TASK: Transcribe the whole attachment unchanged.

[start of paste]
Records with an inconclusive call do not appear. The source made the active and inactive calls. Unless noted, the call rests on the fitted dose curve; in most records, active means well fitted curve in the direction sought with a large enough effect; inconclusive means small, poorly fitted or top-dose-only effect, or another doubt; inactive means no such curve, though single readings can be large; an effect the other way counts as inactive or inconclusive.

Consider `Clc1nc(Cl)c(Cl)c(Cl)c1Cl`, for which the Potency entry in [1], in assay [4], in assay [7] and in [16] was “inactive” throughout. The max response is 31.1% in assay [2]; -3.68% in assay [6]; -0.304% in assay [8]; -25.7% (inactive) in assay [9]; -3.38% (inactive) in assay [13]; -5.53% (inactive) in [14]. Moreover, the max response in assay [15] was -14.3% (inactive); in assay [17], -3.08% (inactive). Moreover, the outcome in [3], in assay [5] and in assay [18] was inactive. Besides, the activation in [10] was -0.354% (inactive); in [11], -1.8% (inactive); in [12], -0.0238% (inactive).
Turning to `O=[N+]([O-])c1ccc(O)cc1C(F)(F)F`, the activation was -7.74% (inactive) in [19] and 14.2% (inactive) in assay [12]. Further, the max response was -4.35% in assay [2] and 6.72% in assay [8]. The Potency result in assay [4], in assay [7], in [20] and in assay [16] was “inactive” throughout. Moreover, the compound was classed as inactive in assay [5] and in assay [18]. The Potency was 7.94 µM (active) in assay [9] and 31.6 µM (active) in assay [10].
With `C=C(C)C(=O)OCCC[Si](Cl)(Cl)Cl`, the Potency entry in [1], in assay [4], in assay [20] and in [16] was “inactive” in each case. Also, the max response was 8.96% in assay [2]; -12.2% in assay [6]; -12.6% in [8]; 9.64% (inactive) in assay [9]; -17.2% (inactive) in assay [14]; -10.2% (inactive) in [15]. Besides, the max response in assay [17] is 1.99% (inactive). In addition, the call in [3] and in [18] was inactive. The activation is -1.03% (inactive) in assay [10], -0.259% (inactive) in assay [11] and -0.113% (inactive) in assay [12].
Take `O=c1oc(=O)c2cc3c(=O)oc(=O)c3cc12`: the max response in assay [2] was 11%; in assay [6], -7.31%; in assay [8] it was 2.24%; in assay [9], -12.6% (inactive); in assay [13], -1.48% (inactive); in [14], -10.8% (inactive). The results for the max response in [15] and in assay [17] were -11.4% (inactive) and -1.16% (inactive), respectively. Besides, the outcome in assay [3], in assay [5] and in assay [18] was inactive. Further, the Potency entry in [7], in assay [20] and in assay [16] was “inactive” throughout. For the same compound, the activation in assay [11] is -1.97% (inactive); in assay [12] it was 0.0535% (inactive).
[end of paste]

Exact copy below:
Records with an inconclusive call do not appear. The source made the active and inactive calls. Unless noted, the call rests on the fitted dose curve; in most records, active means well fitted curve in the direction sought with a large enough effect; inconclusive means small, poorly fitted or top-dose-only effect, or another doubt; inactive means no such curve, though single readings can be large; an effect the other way counts as inactive or inconclusive.

Consider `Clc1nc(Cl)c(Cl)c(Cl)c1Cl`, for which the Potency entry in [1], in assay [4], in assay [7] and in [16] was “inactive” throughout. The max response is 31.1% in assay [2]; -3.68% in assay [6]; -0.304% in assay [8]; -25.7% (inactive) in assay [9]; -3.38% (inactive) in assay [13]; -5.53% (inactive) in [14]. Moreover, the max response in assay [15] was -14.3% (inactive); in assay [17], -3.08% (inactive). Moreover, the outcome in [3], in assay [5] and in assay [18] was inactive. Besides, the activation in [10] was -0.354% (inactive); in [11], -1.8% (inactive); in [12], -0.0238% (inactive).
Turning to `O=[N+]([O-])c1ccc(O)cc1C(F)(F)F`, the activation was -7.74% (inactive) in [19] and 14.2% (inactive) in assay [12]. Further, the max response was -4.35% in assay [2] and 6.72% in assay [8]. The Potency result in assay [4], in assay [7], in [20] and in assay [16] was “inactive” throughout. Moreover, the compound was classed as inactive in assay [5] and in assay [18]. The Potency was 7.94 µM (active) in assay [9] and 31.6 µM (active) in assay [10].
With `C=C(C)C(=O)OCCC[Si](Cl)(Cl)Cl`, the Potency entry in [1], in assay [4], in assay [20] and in [16] was “inactive” in each case. Also, the max response was 8.96% in assay [2]; -12.2% in assay [6]; -12.6% in [8]; 9.64% (inactive) in assay [9]; -17.2% (inactive) in assay [14]; -10.2% (inactive) in [15]. Besides, the max response in assay [17] is 1.99% (inactive). In addition, the call in [3] and in [18] was inactive. The activation is -1.03% (inactive) in assay [10], -0.259% (inactive) in assay [11] and -0.113% (inactive) in assay [12].
Take `O=c1oc(=O)c2cc3c(=O)oc(=O)c3cc12`: the max response in assay [2] was 11%; in assay [6], -7.31%; in assay [8] it was 2.24%; in assay [9], -12.6% (inactive); in assay [13], -1.48% (inactive); in [14], -10.8% (inactive). The results for the max response in [15] and in assay [17] were -11.4% (inactive) and -1.16% (inactive), respectively. Besides, the outcome in assay [3], in assay [5] and in assay [18] was inactive. Further, the Potency entry in [7], in assay [20] and in assay [16] was “inactive” throughout. For the same compound, the activation in assay [11] is -1.97% (inactive); in assay [12] it was 0.0535% (inactive).